Wednesday, February 22, 2017

Report: Outdated Piracy Law 'Threatens To Destroy' Music

T Bone Burnett
Music producer T Bone Burnett on Tuesday lambasted federal copyright laws governing music piracy, calling them insufficient and warning that the nation's "culture is at stake."

According to The Tennessean, the renowned Nashville-based producer's remarks are part of comments to be submitted to the U.S. Copyright Office, which is conducting a review of the safe harbor provisions in the Digital Millennium Copyright Act. The DMCA is the law requiring search engines like Google and video services like YouTube, which is owned by Google, to take down music that is posted online without the proper copyright approvals.

But Burnett says, in practice, the law is largely toothless.

"And for artists and creators, instead of amplifying our voices to lead the fight for change, (the internet) undermines and silences us," said Burnett. "The Internet — with all its promise and beauty — threatens to destroy what it was supposed to save,"

“It’s time for Congress to close the loopholes in section 512 of the DMCA.  Our culture is a stake.”

Google has argued that the current system is largely working and that it has exerted great effort to take down unlicensed music that is uploaded to YouTube or appears in a Google search.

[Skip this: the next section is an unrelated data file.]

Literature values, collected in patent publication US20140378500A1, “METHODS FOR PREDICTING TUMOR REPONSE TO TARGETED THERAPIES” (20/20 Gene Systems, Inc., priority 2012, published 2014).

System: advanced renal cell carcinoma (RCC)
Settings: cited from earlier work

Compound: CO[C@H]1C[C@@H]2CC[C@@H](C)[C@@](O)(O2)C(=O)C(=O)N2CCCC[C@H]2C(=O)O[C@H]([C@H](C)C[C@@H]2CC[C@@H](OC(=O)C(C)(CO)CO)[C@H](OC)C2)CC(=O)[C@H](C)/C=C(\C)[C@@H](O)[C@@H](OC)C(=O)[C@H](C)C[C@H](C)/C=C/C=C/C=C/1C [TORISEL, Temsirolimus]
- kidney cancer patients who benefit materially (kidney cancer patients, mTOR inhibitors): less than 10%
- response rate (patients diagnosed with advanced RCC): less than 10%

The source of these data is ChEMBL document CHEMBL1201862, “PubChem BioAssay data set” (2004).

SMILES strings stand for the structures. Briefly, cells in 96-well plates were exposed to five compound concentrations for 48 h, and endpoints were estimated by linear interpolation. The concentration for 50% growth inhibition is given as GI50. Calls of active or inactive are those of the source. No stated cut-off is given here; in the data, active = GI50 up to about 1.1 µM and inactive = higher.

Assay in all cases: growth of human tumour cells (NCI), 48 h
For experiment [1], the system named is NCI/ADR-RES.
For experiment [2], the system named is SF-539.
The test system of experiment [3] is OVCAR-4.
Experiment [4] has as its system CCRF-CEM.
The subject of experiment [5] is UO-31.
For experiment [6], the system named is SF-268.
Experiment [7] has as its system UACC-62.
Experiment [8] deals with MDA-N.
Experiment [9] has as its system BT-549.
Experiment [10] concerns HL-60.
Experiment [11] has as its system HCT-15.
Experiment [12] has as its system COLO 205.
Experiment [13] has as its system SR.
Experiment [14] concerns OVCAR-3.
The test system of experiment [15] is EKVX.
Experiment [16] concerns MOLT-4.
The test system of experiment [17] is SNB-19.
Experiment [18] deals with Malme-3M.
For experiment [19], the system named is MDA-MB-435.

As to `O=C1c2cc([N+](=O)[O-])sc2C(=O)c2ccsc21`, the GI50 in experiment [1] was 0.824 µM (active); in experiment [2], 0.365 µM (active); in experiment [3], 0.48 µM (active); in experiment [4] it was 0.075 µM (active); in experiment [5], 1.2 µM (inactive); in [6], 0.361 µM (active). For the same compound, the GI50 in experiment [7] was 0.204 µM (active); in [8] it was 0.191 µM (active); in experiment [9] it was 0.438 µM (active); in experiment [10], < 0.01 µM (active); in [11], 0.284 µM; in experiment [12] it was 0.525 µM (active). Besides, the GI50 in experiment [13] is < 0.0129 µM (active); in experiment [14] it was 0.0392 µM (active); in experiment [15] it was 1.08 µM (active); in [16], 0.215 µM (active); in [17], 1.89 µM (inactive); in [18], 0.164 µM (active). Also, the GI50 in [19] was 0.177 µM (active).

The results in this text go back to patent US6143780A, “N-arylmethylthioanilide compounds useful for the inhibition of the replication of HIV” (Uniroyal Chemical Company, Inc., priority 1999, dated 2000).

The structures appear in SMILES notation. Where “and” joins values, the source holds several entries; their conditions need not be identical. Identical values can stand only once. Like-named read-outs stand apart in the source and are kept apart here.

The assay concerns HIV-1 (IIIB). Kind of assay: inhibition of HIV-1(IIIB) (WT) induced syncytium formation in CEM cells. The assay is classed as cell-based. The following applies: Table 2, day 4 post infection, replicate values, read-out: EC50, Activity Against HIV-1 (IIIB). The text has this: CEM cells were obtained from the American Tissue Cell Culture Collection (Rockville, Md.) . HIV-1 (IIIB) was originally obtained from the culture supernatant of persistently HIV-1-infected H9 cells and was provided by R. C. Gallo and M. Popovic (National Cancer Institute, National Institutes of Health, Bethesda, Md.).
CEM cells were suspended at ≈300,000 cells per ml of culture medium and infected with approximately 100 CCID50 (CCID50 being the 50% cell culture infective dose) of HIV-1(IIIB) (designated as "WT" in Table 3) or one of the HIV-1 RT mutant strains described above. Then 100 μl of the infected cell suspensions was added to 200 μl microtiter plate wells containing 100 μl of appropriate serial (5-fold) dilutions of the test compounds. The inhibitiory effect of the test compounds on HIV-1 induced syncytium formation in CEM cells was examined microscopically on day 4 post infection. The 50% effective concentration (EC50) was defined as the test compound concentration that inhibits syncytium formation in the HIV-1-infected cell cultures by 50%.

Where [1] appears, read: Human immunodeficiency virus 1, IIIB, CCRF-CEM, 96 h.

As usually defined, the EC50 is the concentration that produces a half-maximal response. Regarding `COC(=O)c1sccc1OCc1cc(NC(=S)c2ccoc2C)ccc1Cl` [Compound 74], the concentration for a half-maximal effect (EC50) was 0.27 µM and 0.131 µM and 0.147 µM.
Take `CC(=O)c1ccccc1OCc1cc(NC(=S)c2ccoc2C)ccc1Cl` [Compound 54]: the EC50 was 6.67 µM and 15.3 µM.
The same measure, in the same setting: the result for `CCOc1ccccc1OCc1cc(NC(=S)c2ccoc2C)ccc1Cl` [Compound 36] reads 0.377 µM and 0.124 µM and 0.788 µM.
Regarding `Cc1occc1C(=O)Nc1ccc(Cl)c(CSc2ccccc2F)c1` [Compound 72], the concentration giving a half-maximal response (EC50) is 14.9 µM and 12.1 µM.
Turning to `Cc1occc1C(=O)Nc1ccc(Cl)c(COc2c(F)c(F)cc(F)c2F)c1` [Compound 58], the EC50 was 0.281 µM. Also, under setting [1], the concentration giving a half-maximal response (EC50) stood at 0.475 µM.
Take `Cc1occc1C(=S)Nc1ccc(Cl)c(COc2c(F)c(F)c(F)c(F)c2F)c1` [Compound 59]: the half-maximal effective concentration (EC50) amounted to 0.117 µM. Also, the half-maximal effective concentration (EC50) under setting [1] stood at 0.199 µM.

But, Burnett said the company has the technology to root out unlicensed music online similar to how it blocks pornographic material from appearing on YouTube. Burnett, who has won 13 Grammy Awards, one Oscar and one Golden Globe Award, said the music industry is not resistant to technology. But he said some aspects of technology "must be enlisted to make the system work better, not roadblock progress in a pointless arms race of whack a mole deception."

The current system puts the onus on music publishers, record labels, artists and songwriters to identify and send notices for Google to take down pirated music. Burnett is hoping his comments spur the Copyright Office to recommend changes to the DMCA in advance of possible copyright reform legislation to be taken up by the U.S. House Judiciary Committee later this year.

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